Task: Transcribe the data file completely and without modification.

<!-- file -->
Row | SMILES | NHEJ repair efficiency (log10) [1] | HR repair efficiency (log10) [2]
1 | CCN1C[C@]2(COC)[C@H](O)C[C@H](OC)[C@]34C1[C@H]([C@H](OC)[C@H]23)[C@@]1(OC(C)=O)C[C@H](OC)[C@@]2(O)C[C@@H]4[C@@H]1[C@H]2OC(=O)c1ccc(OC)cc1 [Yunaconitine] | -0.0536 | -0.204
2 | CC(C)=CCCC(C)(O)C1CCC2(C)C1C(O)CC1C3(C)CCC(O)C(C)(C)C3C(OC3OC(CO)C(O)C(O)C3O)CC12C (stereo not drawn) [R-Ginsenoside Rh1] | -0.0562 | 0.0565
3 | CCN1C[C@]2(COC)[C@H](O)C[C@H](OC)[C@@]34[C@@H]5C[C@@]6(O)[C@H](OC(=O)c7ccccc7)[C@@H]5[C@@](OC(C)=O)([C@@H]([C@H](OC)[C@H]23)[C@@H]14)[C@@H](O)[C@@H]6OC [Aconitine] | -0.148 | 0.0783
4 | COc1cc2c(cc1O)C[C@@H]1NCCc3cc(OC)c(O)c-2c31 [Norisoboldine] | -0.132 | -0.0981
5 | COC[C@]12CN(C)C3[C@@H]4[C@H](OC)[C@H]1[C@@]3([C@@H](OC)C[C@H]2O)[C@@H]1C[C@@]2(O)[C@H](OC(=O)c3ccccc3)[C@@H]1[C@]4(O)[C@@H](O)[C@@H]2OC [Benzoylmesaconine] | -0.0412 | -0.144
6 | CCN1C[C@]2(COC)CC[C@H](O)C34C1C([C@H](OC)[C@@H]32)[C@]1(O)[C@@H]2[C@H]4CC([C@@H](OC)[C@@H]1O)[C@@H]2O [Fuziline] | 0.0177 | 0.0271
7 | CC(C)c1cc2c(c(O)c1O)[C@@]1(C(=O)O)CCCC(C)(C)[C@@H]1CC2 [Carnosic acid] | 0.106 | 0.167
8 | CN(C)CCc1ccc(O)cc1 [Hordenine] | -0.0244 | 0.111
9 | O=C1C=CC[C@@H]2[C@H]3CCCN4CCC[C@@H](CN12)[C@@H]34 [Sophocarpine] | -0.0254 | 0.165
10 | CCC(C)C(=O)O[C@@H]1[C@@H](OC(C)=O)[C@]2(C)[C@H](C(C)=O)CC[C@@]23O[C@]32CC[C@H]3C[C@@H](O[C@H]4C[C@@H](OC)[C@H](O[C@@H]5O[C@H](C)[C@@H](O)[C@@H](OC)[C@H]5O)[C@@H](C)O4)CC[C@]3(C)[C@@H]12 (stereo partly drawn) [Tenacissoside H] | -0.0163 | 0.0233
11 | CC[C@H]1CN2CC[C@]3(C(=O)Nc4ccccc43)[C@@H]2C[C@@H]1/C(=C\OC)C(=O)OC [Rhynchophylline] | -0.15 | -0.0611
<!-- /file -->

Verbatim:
Row | SMILES | NHEJ repair efficiency (log10) [1] | HR repair efficiency (log10) [2]
1 | CCN1C[C@]2(COC)[C@H](O)C[C@H](OC)[C@]34C1[C@H]([C@H](OC)[C@H]23)[C@@]1(OC(C)=O)C[C@H](OC)[C@@]2(O)C[C@@H]4[C@@H]1[C@H]2OC(=O)c1ccc(OC)cc1 [Yunaconitine] | -0.0536 | -0.204
2 | CC(C)=CCCC(C)(O)C1CCC2(C)C1C(O)CC1C3(C)CCC(O)C(C)(C)C3C(OC3OC(CO)C(O)C(O)C3O)CC12C (stereo not drawn) [R-Ginsenoside Rh1] | -0.0562 | 0.0565
3 | CCN1C[C@]2(COC)[C@H](O)C[C@H](OC)[C@@]34[C@@H]5C[C@@]6(O)[C@H](OC(=O)c7ccccc7)[C@@H]5[C@@](OC(C)=O)([C@@H]([C@H](OC)[C@H]23)[C@@H]14)[C@@H](O)[C@@H]6OC [Aconitine] | -0.148 | 0.0783
4 | COc1cc2c(cc1O)C[C@@H]1NCCc3cc(OC)c(O)c-2c31 [Norisoboldine] | -0.132 | -0.0981
5 | COC[C@]12CN(C)C3[C@@H]4[C@H](OC)[C@H]1[C@@]3([C@@H](OC)C[C@H]2O)[C@@H]1C[C@@]2(O)[C@H](OC(=O)c3ccccc3)[C@@H]1[C@]4(O)[C@@H](O)[C@@H]2OC [Benzoylmesaconine] | -0.0412 | -0.144
6 | CCN1C[C@]2(COC)CC[C@H](O)C34C1C([C@H](OC)[C@@H]32)[C@]1(O)[C@@H]2[C@H]4CC([C@@H](OC)[C@@H]1O)[C@@H]2O [Fuziline] | 0.0177 | 0.0271
7 | CC(C)c1cc2c(c(O)c1O)[C@@]1(C(=O)O)CCCC(C)(C)[C@@H]1CC2 [Carnosic acid] | 0.106 | 0.167
8 | CN(C)CCc1ccc(O)cc1 [Hordenine] | -0.0244 | 0.111
9 | O=C1C=CC[C@@H]2[C@H]3CCCN4CCC[C@@H](CN12)[C@@H]34 [Sophocarpine] | -0.0254 | 0.165
10 | CCC(C)C(=O)O[C@@H]1[C@@H](OC(C)=O)[C@]2(C)[C@H](C(C)=O)CC[C@@]23O[C@]32CC[C@H]3C[C@@H](O[C@H]4C[C@@H](OC)[C@H](O[C@@H]5O[C@H](C)[C@@H](O)[C@@H](OC)[C@H]5O)[C@@H](C)O4)CC[C@]3(C)[C@@H]12 (stereo partly drawn) [Tenacissoside H] | -0.0163 | 0.0233
11 | CC[C@H]1CN2CC[C@]3(C(=O)Nc4ccccc43)[C@@H]2C[C@@H]1/C(=C\OC)C(=O)OC [Rhynchophylline] | -0.15 | -0.0611